The prolonged dispute was the result of a split between developed and developing countries, the latter of which preferred South African candidate Abdul Samad Minty, who would have prioritized reducing the arsenals of the extant nuclear powers over preventing nuclear proliferation. Amano, meanwhile, is seen as the candidate of the developed world.
This image of Amano precisely captures the ambiguity in Japan’s nuclear posture, namely the paradox whereby Japan often speaks as a moral arbiter on nuclear affairs due to its status as the sole victim of the atomic bomb while being defended by the one of the world’s nuclear powers (and the sole country to use the atomic bomb in wartime). It is particularly ironic that Amano’s election immediately followed revelations by former administrative vice minister for foreign affairs Murata Ryohei about the existence of a “secret” pact between the US and Japan permitting the introduction of US nuclear weapons into Japan without prior consultation.
Murata spoke of a “single sheet of paper,” passed from administrative vice minister to administrative vice minister, which permitted the US to introduce nuclear weapons to Japan without prior consultation with the Japanese government, as was supposed to happen under the terms of a 1960 agreement concluded at the same time as the US-Japan mutual security treaty. Although it was already an open secret that the US introduced nuclear weapons into Japan abroad its warships despite the official bilateral agreement and later three non-nuclear principles (promulgated after the agreement), Murata’s comments mark the first such admission by an administrative vice-minister. (Murata’s remarks were preceded by the remarks of other former administrative vice-ministers last month, who spoke anonymously to Kyodo. Murata is the first on the record.)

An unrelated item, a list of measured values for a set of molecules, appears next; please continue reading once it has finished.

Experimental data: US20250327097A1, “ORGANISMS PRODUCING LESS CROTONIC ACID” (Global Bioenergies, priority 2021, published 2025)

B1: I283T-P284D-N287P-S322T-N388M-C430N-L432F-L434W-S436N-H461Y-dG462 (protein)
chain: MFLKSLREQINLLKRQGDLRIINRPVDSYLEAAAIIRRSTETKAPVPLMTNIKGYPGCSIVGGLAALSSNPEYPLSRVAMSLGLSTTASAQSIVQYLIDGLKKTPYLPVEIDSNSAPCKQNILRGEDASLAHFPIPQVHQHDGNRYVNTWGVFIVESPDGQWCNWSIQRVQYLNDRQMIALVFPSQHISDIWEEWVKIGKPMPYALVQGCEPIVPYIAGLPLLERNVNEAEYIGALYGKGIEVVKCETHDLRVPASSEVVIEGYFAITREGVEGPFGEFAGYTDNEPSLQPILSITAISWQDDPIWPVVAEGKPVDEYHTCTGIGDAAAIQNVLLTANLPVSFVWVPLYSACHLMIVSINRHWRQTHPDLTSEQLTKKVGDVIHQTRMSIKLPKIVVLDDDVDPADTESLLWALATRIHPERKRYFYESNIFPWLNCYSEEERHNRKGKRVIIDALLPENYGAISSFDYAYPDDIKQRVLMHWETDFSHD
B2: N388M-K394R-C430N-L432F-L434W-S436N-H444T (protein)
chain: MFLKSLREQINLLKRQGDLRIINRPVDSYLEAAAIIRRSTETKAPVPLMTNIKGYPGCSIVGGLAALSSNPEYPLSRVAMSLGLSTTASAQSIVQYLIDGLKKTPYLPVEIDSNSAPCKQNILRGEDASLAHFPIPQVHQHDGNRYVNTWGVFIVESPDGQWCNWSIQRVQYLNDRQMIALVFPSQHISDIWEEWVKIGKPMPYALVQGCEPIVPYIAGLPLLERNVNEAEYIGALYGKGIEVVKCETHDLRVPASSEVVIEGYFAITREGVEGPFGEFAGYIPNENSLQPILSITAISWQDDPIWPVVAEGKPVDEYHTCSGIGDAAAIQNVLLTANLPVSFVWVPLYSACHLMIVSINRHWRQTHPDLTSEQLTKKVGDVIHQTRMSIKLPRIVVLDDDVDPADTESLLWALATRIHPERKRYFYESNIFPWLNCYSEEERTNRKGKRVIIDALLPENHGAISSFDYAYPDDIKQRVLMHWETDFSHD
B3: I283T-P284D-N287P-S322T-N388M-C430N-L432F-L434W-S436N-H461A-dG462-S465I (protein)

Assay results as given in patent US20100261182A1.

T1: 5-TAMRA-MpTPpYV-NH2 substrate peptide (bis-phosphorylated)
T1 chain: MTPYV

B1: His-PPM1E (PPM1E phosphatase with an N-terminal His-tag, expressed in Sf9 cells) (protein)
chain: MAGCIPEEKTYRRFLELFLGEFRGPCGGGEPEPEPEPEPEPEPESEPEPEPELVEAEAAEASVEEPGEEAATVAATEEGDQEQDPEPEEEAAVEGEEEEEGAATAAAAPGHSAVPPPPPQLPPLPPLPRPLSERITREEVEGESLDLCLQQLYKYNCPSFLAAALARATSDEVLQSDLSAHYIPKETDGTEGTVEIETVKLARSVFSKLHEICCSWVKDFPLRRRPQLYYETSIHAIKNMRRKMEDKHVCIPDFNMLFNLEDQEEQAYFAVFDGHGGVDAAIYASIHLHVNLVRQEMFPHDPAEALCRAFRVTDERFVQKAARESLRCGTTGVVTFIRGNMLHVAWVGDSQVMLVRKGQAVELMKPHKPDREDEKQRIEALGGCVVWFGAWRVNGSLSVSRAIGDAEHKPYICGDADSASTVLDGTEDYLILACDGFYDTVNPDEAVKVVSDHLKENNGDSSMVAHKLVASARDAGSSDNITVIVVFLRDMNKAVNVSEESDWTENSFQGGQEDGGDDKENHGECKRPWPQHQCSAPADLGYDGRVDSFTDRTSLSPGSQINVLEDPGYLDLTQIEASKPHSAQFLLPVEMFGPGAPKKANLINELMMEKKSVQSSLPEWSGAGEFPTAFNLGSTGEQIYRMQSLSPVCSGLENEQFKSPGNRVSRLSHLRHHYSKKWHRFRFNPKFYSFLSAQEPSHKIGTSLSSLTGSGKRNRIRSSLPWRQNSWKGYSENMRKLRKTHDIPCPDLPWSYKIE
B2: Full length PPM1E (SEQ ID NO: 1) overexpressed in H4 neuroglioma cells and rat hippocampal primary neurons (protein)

Nevertheless, as a testament to how important the Japanese government finds it to downplay Japan’s nuclear paradox before the public, Chief Cabinet Secretary Kawamura Takeo denied the existence of the secret agreement. Kawamura’s denial of reality prompted criticism from Kono Tarō, chairman of the lower house foreign affairs committee, who said that the government’s position contradicted the evidence (and common sense) and suggested that his committee would look into investigating the matter.
Clearing the air on the precise nature of the US-Japan nuclear relationship in the past would be an important first step in debating that relationship going forward. Should Japan formalize the secret agreement and revise the three non-nuclear principles to 2.5 principles, as some have suggested? Would doing so reinforce the nuclear umbrella, or would Japanese elites still voice doubts about the soundness of the US commitment to defend Japan?
Of course, at the same time Amano’s selection as IAEA director-general may rule out major changes in Japan’s nuclear posture for the duration of his term. It seems to me that it would be difficult for Japan to have the nuclear weapons debate desired by conservatives with a Japanese official the face of the global non-proliferation regime. Pressures to have that debate will no dout continue as North Korea and China continue to bolster their arsenals, meaning that rather than resolving Japan’s schizophrenic relationship with the atomic bomb, Amano’s elevation will only intensify the gap between Japan’s aspirations to serve as the world’s conscience on nuclear weapons and the reality of the role of nuclear deterrence in the defense of Japan.